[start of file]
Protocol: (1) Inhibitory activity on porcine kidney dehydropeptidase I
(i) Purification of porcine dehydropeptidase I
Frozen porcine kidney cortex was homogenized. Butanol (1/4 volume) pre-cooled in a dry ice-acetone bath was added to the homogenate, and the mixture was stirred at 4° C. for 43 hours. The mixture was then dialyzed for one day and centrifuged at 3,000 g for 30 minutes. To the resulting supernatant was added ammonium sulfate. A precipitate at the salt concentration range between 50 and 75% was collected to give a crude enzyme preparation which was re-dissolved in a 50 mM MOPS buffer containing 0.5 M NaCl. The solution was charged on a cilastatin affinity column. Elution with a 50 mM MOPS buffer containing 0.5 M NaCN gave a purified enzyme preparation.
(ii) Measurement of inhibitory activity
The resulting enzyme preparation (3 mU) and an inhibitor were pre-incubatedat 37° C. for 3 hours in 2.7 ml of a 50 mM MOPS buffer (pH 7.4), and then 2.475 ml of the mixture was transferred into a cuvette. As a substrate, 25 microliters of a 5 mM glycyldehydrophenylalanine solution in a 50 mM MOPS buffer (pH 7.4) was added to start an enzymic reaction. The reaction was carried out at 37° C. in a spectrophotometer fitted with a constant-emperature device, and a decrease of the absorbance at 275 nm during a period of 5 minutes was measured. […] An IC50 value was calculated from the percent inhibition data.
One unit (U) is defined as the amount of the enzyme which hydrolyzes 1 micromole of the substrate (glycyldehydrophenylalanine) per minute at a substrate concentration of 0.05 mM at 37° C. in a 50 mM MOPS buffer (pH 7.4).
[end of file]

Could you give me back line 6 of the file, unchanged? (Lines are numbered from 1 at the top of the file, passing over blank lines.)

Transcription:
One unit (U) is defined as the amount of the enzyme which hydrolyzes 1 micromole of the substrate (glycyldehydrophenylalanine) per minute at a substrate concentration of 0.05 mM at 37° C. in a 50 mM MOPS buffer (pH 7.4).